We’ll Meet Again


So I arrived at the usual spot on 54th Street without knowing quite what to expect (and not for the first time). The clue – we were told to memorize the tune and lyrics of “We’ll Meet Again” – didn’t require much prep on my part. The song is close to a national anthem in England – which may be why Samantha Power and I seemed to be the only ones really belting it. So I arrived a little lubricated and was assigned to “Group 4” in an office on the second floor. Meandering up the stairs, I stumbled in and realized, the way you do, that since all my fellow Group 4’s were sitting in a row and not saying much, that I was going to have to shake hands with every single one of them, and introduce myself. Like some strange dream set in someone else’s office, Charlie Rose, Katie Couric, Mark Cuban, Peter Frampton, and Jeff Bridges were the openers. Eventually I said hi to the dude sitting on the desk nearby – Michael Stipe. Then, just like at Studio 54, Kissinger, the tiny, reptilian war criminal, showed up, merging into the cocktail hour like a lizard on a sun-drenched rock. Next door, I could see the “face” of Barry Manilow. Around the corner, I saw a woman get out of a Big Bird costume. And what do you say exactly when Terry Gross just wanders up and says hi? That you’re busy hiding from Paul Krugman?

I had one obvious option – the beautiful and long-limbed ballet dancer, David Hallberg. Maybe I could talk to him. Even though an injury had robbed us all of the sight of him in tights, at least I could talk with him. And so we made jokes most of the night, and bonded in the face of so much celebrity wattage. It is, in case you’re wondering, impossible to interact with any of these people in any natural way. What on earth am I going to say to Mark Cuban, for Pete’s sake? Meeting the super-famous, in a context where you have nothing in common but a very gifted booker, is at first bewildering and then really boring. A reader writes:

Andrew, you were on the spot: did David Hallberg ever take his hands off Katie Couric? I’m sure she was cool with it, but I’m curious. :)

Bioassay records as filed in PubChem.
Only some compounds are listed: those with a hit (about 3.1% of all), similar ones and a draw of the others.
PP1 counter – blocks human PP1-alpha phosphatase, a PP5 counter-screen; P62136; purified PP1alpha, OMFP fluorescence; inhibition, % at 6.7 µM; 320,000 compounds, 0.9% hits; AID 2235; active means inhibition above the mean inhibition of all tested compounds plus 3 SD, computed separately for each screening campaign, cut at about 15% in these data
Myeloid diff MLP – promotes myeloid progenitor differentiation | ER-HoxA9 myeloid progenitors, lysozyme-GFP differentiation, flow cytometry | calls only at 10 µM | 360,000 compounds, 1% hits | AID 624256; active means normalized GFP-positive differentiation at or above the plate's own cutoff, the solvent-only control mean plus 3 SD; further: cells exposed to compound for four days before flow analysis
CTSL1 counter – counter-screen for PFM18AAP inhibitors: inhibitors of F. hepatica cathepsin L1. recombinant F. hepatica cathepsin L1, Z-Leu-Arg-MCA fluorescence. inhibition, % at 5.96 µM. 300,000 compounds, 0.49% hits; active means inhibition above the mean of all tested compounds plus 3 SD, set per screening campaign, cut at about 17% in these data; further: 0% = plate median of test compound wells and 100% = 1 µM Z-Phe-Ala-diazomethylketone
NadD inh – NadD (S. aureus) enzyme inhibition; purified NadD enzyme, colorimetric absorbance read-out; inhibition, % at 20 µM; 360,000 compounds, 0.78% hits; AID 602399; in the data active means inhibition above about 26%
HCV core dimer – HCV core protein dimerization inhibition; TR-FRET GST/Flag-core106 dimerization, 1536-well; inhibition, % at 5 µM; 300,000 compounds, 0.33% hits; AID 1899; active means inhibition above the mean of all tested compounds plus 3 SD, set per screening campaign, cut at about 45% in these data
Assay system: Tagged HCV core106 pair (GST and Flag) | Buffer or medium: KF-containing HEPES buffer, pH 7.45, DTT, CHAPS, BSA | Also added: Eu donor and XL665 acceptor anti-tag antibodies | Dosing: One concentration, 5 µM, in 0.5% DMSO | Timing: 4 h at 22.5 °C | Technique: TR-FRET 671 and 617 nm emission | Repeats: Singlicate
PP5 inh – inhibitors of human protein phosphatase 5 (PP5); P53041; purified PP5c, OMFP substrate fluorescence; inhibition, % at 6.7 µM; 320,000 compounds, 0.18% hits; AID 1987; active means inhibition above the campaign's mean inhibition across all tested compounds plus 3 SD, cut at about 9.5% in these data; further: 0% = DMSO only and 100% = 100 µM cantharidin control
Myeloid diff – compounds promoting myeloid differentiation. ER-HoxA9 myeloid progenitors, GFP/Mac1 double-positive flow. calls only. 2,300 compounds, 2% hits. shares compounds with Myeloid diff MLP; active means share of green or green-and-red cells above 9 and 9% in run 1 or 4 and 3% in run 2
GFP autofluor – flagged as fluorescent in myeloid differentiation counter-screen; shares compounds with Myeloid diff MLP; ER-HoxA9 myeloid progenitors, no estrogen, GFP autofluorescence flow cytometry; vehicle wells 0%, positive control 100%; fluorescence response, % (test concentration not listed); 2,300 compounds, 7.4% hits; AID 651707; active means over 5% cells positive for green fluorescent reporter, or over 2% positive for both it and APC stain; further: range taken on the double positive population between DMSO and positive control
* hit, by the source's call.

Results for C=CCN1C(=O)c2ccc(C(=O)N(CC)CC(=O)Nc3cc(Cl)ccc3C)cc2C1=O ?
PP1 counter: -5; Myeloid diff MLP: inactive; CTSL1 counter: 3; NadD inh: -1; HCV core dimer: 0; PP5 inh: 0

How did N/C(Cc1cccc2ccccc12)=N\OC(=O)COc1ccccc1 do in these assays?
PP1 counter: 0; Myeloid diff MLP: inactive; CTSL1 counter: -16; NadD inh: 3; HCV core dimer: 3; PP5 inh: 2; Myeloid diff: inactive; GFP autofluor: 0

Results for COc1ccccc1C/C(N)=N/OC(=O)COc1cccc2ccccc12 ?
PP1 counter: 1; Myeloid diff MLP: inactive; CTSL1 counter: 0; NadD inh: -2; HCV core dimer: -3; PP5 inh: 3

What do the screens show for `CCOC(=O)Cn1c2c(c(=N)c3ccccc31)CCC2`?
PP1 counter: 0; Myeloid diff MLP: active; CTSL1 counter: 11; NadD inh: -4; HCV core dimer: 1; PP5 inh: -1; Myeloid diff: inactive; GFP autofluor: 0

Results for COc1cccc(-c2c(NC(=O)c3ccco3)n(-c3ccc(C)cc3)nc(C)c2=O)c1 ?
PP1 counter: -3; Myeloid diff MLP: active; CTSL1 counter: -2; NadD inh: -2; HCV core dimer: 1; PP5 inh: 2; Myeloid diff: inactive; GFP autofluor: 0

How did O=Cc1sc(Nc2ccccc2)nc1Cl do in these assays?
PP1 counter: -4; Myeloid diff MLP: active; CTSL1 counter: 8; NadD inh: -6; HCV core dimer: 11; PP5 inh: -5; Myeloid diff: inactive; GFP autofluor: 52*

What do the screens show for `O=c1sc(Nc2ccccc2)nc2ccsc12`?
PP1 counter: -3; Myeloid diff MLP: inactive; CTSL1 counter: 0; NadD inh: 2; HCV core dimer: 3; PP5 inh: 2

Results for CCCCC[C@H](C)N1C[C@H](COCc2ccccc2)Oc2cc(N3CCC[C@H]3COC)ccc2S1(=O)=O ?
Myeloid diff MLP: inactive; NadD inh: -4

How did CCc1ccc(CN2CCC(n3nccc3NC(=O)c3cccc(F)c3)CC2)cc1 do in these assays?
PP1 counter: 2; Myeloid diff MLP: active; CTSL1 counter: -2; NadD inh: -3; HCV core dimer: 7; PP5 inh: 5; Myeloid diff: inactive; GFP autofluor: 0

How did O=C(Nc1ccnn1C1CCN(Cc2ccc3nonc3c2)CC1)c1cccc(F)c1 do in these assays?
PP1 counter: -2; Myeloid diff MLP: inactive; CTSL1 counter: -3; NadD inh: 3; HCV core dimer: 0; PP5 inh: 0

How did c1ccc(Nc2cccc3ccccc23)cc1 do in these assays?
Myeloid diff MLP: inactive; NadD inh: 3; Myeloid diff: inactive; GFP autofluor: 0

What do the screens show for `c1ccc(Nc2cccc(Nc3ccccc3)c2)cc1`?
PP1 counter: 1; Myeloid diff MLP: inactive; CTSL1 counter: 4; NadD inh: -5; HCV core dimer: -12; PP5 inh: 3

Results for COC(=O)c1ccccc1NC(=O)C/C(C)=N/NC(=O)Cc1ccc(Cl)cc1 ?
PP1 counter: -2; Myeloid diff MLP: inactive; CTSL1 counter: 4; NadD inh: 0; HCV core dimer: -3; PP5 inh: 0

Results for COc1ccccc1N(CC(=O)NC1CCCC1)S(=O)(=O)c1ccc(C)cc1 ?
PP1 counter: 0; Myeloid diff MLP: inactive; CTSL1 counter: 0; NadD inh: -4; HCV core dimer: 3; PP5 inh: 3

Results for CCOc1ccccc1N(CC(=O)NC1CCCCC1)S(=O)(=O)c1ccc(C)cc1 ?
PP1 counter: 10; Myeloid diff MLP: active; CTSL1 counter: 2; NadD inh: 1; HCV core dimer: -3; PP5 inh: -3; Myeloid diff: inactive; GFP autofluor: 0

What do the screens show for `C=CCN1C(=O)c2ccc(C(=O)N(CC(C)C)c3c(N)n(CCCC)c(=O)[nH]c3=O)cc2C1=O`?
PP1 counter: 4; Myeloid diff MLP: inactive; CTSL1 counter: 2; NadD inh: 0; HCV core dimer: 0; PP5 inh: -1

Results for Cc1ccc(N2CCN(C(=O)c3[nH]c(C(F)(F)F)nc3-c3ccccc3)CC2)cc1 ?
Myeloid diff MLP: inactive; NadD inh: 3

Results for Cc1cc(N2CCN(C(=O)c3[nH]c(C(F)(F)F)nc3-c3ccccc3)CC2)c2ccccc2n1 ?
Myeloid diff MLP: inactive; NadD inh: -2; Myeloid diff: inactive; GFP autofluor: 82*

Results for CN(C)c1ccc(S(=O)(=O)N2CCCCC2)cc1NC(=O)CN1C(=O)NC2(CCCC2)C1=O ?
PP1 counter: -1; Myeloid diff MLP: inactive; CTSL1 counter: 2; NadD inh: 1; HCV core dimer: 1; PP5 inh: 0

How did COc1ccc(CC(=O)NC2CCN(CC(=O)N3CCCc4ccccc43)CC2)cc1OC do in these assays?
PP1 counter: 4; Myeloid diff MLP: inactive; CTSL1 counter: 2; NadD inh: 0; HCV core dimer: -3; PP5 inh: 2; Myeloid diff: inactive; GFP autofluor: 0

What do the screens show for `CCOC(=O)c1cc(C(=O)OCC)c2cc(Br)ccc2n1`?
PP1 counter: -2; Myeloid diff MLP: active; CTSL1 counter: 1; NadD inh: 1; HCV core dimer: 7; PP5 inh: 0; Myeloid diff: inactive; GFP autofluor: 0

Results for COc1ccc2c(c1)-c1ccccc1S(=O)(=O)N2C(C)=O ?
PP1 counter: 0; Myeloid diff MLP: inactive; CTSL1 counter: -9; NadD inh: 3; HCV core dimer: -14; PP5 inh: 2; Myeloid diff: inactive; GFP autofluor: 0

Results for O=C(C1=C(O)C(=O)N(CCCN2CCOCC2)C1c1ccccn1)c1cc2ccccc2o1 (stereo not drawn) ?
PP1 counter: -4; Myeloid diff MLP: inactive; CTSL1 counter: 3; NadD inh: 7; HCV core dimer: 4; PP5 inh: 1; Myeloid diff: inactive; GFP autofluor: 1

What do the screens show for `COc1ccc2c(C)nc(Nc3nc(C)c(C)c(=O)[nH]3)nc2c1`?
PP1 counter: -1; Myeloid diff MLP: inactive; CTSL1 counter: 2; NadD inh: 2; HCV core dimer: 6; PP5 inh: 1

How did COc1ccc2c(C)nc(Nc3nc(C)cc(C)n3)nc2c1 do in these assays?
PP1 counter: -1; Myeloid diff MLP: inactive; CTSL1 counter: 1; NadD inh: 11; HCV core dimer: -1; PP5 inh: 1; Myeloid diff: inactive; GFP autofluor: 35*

My impression was that Couric couldn’t take her hands of Hallberg. But I got the last dance.

And, of course, I choked up a little in the rehearsal. I fell in love with Colbert the first night of the show. Even blogged it:

Pure Genius: Last night’s Colbert Report, of course. O’Reilly fileted. My only worry is: how can he keep it up?

But he did, of course, and then some. Which is worth noting in and of itself. This was an unprecedentedly sustained act of character improvisation. I wasn’t crazy to doubt he would pull it off. I just didn’t realize how deeply brilliant and able he is. No one interviewed a politician as freshly as he did, or took down a pretentious author with more finesse. His writers were and are the best on television – deeply read, darkly funny. His professionalism was staggering. Nothing was ever phoned in – night after night. I saw him meticulously prepare performances, tweaking props, finessing green screens, hitting every note (he re-taped his final song before we left the studio that night), and almost never flubbing a line – while making sure to compliment you if you got yours right.

I was a part of Colbert nation in two ways: his most frequent guest but also a pathological viewer. The show lasted almost as long as I’ve been together with Aaron, and it became part of our married life. We’d watch it without fail – and it became an act of adultery for either of us to watch it without the other. Even last week, I waited to get home to watch the last four shows (Aaron gets a pass for shows I’m actually on). I joked to Stephen that we would soon see if my marriage could survive the end of his show. I guess there’s always South Park.

I also have to say Colbert remains a Catholic role model for me – a deeply humane and kind man, a generous soul, someone so totally at peace with this modern cacophony, and yet also committed to a way of life that could not be more opposed to it. For so many who regard our faith as a cramped anachronism, he was a real beacon of what a modern Catholic can be: open, funny, decent, humble. He helped keep my faith alive in a dark decade. And made me laugh at the same time. Of whom else on television could I say such a thing?